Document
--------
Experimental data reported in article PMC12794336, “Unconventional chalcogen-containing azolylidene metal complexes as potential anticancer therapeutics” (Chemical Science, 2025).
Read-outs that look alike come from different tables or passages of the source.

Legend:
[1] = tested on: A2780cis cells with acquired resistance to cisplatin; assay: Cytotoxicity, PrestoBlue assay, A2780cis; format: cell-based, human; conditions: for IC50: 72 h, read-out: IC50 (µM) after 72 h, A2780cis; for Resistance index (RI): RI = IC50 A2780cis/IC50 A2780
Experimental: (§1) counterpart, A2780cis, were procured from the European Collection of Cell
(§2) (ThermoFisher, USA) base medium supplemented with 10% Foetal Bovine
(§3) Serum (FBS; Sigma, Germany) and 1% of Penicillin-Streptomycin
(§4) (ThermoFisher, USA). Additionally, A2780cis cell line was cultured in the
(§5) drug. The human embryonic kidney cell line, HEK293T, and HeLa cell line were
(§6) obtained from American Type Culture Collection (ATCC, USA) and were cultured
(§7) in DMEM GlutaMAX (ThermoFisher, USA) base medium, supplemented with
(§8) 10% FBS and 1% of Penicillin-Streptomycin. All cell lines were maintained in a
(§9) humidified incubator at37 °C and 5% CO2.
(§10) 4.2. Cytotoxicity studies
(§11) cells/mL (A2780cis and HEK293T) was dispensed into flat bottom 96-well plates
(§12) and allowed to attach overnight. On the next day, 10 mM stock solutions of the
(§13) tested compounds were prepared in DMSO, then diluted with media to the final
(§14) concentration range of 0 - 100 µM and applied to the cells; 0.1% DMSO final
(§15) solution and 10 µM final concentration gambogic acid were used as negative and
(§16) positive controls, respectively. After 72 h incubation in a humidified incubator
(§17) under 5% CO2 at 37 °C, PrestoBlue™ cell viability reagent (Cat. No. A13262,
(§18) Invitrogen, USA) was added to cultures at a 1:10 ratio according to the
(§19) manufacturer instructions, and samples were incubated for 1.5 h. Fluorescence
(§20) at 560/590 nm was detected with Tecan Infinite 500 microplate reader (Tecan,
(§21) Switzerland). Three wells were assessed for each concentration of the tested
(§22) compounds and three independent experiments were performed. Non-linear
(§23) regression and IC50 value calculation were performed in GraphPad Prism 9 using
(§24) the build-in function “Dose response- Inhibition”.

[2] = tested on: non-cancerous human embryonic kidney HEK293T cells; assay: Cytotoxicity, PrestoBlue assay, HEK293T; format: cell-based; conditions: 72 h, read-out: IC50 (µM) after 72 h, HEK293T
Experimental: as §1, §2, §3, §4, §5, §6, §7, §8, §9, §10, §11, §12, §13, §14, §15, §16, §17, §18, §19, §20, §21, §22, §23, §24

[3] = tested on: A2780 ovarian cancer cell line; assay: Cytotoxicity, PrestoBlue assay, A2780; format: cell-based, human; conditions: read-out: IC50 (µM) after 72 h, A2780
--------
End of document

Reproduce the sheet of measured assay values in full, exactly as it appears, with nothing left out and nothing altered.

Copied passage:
Experimental data reported in article PMC12794336, “Unconventional chalcogen-containing azolylidene metal complexes as potential anticancer therapeutics” (Chemical Science, 2025).
Read-outs that look alike come from different tables or passages of the source.

Legend:
[1] = tested on: A2780cis cells with acquired resistance to cisplatin; assay: Cytotoxicity, PrestoBlue assay, A2780cis; format: cell-based, human; conditions: for IC50: 72 h, read-out: IC50 (µM) after 72 h, A2780cis; for Resistance index (RI): RI = IC50 A2780cis/IC50 A2780
Experimental: (§1) counterpart, A2780cis, were procured from the European Collection of Cell
(§2) (ThermoFisher, USA) base medium supplemented with 10% Foetal Bovine
(§3) Serum (FBS; Sigma, Germany) and 1% of Penicillin-Streptomycin
(§4) (ThermoFisher, USA). Additionally, A2780cis cell line was cultured in the
(§5) drug. The human embryonic kidney cell line, HEK293T, and HeLa cell line were
(§6) obtained from American Type Culture Collection (ATCC, USA) and were cultured
(§7) in DMEM GlutaMAX (ThermoFisher, USA) base medium, supplemented with
(§8) 10% FBS and 1% of Penicillin-Streptomycin. All cell lines were maintained in a
(§9) humidified incubator at37 °C and 5% CO2.
(§10) 4.2. Cytotoxicity studies
(§11) cells/mL (A2780cis and HEK293T) was dispensed into flat bottom 96-well plates
(§12) and allowed to attach overnight. On the next day, 10 mM stock solutions of the
(§13) tested compounds were prepared in DMSO, then diluted with media to the final
(§14) concentration range of 0 - 100 µM and applied to the cells; 0.1% DMSO final
(§15) solution and 10 µM final concentration gambogic acid were used as negative and
(§16) positive controls, respectively. After 72 h incubation in a humidified incubator
(§17) under 5% CO2 at 37 °C, PrestoBlue™ cell viability reagent (Cat. No. A13262,
(§18) Invitrogen, USA) was added to cultures at a 1:10 ratio according to the
(§19) manufacturer instructions, and samples were incubated for 1.5 h. Fluorescence
(§20) at 560/590 nm was detected with Tecan Infinite 500 microplate reader (Tecan,
(§21) Switzerland). Three wells were assessed for each concentration of the tested
(§22) compounds and three independent experiments were performed. Non-linear
(§23) regression and IC50 value calculation were performed in GraphPad Prism 9 using
(§24) the build-in function “Dose response- Inhibition”.

[2] = tested on: non-cancerous human embryonic kidney HEK293T cells; assay: Cytotoxicity, PrestoBlue assay, HEK293T; format: cell-based; conditions: 72 h, read-out: IC50 (µM) after 72 h, HEK293T
Experimental: as §1, §2, §3, §4, §5, §6, §7, §8, §9, §10, §11, §12, §13, §14, §15, §16, §17, §18, §19, §20, §21, §22, §23, §24

[3] = tested on: A2780 ovarian cancer cell line; assay: Cytotoxicity, PrestoBlue assay, A2780; format: cell-based, human; conditions: read-out: IC50 (µM) after 72 h, A2780